That old Liberal story: the 'hidden agenda' - Macleans.ca

That old Liberal story: the ‘hidden agenda’

Andrew MacDougall: Why are Liberals tweeting and petitioning and fundraising about access to abortion, which is not under threat in Canada? They’re in panic mode.

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Trudeau responds during a news conference at the Canadian embassy in Paris on May 16, 2019. (THE CANADIAN PRESS/Adrian Wyld)

Andrew MacDougall is a London (UK) based columnist, commentator and consultant. He was formerly Director of Communications to Stephen Harper.

You know things are going particularly well for the Liberals when abortion becomes the topic du jour.

Stuck in the high 20s/low 30s after months of SNC-Lavalin and a side of Mark Norman, the Liberals have started punching back using Andrew Scheer’s yet-to-arrive climate plan and Scheer’s will-never-arrive plan to limit Canada’s unlimited (though admittedly uneven) access to abortion.

Ah, yes. The “hidden agenda”, a tale as old as (Liberal) time. Gilead is coming to the St. Laurent, even if the ship never seems to set sail.

Do you remember the Reform Party? Well, they had a hidden agenda. The Canadian Alliance? Hidden agenda. Stephen Harper? Hidden agenda. Minority Conservative government? Hidden agenda. Majority Conservative government? Hidden agenda.

And yet, after nearly 10 years of government by Stephen Harper and his anti-choice army, you can still get an abortion in Canada. At this point, the political right’s agenda is so well hidden Sherlock Holmes couldn’t find it with a Huawei P30 powered by a trillion Watsons.

Not that it’s stopping the Liberals from re-affirming their commitment to protecting something that couldn’t be under less of a threat. Shorn of a domestic hook for their latest scaremonger, the Liberals were forced to cast their concern all the way to Alabama to reassure Canadians that Alabama wouldn’t become part of Canada anytime soon. Or something.

READ MORE: Alabama is closer than we think

And in response to the news from the deep South there was a Liberal call to retweet agreement that “women’s rights are human rights”. There was an accompanying petition (enjoy the fundraising spam newbies!). And a fundraising effort. And the tweets from caucus. Oh, the tweets from caucus. It was almost as if all Liberal MPs were all told to tweet about abortion.

It would be funny if it weren’t so desperate and indicative of the overall Liberal approach. The Liberals are the ultimate guarantors of everything, except when it comes to actually doing anything about it.

Granted a majority mandate and complete control of the legislative agenda, the Liberals have chosen to do precisely sweet nothing about securing “women’s rights”. That’s right women of Canada, in the Liberals’ eye, you’re not even SNC-Lavalin. Let that sink in. And then get some better lobbyists.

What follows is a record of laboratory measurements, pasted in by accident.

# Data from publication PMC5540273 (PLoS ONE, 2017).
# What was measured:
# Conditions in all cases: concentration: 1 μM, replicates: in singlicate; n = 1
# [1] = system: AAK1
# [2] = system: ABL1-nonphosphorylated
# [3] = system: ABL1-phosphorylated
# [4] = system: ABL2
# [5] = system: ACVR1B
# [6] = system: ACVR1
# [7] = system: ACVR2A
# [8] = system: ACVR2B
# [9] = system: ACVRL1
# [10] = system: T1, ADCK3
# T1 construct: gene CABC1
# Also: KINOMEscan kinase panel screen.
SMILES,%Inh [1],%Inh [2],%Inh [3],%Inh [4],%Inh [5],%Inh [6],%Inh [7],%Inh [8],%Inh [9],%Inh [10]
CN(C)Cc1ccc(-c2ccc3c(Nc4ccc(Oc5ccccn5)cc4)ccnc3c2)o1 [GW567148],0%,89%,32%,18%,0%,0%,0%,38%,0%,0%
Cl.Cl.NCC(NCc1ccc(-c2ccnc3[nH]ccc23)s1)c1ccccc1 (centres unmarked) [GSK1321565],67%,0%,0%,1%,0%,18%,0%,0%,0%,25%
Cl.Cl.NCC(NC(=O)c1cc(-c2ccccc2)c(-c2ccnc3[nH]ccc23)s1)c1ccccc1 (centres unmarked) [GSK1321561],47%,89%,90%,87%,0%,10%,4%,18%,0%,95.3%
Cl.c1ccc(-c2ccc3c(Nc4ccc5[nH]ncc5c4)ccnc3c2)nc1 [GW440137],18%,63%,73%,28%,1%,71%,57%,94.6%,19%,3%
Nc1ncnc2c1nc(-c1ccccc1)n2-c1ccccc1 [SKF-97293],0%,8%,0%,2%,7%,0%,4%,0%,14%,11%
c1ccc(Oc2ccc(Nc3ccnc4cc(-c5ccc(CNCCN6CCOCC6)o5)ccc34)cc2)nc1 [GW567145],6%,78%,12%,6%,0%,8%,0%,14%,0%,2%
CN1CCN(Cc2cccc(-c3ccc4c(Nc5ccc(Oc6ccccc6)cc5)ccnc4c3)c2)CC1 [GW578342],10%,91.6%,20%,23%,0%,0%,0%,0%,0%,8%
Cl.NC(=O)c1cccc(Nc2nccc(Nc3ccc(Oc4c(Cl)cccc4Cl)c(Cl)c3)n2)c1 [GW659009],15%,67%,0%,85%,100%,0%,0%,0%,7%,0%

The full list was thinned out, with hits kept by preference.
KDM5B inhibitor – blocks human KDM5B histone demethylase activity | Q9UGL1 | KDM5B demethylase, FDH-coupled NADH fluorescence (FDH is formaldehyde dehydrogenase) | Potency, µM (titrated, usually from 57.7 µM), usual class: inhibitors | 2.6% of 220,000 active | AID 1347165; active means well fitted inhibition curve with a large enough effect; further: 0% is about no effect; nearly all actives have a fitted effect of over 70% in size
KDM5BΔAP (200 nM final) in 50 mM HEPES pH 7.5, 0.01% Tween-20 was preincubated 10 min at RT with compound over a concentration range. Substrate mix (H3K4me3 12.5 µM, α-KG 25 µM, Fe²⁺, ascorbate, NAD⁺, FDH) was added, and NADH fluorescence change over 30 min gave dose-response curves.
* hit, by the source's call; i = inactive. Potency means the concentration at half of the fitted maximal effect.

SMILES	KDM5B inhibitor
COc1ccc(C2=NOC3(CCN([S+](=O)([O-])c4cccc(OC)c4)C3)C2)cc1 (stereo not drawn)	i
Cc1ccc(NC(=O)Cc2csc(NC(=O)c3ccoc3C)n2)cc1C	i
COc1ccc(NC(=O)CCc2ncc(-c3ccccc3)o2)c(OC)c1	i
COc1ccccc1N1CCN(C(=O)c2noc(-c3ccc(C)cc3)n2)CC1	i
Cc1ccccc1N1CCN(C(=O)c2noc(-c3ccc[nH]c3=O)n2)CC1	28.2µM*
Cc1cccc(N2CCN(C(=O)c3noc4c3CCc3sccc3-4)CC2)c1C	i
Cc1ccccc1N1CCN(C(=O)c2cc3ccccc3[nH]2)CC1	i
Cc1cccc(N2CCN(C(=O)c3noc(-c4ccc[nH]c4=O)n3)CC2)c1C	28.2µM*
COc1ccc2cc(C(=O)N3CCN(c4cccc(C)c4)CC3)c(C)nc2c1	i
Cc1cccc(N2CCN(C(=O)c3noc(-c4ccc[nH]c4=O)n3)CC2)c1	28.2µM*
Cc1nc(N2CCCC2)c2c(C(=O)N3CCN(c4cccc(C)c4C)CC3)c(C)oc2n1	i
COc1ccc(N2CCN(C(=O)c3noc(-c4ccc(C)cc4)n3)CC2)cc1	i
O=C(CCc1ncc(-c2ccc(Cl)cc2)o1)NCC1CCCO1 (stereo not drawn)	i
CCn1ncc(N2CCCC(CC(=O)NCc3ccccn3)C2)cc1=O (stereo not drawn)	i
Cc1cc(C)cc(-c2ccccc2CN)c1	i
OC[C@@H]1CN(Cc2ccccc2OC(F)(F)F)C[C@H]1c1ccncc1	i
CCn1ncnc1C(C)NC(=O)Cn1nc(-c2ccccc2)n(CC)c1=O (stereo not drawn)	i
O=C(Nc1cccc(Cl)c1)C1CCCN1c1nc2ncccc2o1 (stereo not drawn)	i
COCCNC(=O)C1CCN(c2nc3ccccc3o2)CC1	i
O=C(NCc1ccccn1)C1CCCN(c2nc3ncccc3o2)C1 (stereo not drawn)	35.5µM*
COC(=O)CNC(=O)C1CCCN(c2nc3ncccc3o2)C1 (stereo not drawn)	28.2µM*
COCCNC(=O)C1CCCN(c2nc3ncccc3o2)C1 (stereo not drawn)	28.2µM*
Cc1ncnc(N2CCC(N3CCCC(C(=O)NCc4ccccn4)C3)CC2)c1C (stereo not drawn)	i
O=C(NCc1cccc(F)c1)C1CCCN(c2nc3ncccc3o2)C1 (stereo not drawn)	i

Of course, the correct way to interpret the Liberals’ inaction on abortion is that women’s rights aren’t actually under threat in Canada. There is no hidden agenda, just like there was never a hidden agenda, even if a few dozen MPs might think it’s a shame life isn’t always prioritized.

Another way to read the Liberal abortion gambit is panic about the fragmentation of the vote on the left.

With Elizabeth May’s Greens looking newly feisty, and Jagmeet Singh…existing on paper, the Liberals need to find ways to motivate their potential vote. And while some in the centre might still be wobbling on the Conservative Party’s commitment to not pick up the abortion baton, the real battle is to Justin Trudeau’s left. He needs to convince Canada’s progressives that he’s their only hope, even if he has let them down badly on some pretty major files.

Seen from the left, the Liberal disappointment list includes more than just abortion. It includes electoral reform. It includes openness and transparency. And it includes selling out to corporate interests (hello, SNC). But the biggest disappointment to those on the left who placed their faith in Trudeau has to be the environment, another file where Liberal rhetoric has vastly outstripped result, if not action.

Here, Trudeau is competing, not only against Scheer and his pocketbook attack on the carbon tax, but also with more credible Green alternatives to his left. If voters think the planet is under existential threat they might turn to someone who isn’t in the possession of a pipeline, or a carbon tax that doesn’t get Canada to its Paris targets.

All of which puts Trudeau in a rather desperate place. That’s why we can expect more fear mongering as October approaches. If you can no longer motivate with hope, you turn to hate.

What makes all of this a wee bit dangerous for the Trudeau version of the Liberal Party is that it wasn’t supposed to be this way. The fear mongering about hidden agendas was Jean Chrétien, Paul Martin, Stéphane Dion and Michael Ignatieff’s bag, not Justin Trudeau’s.

In 2015 the people of Canada took a punt on a rookie who promised them some positive politics. It’s unlikely they’ll re-order him based on a steady diet of bile.

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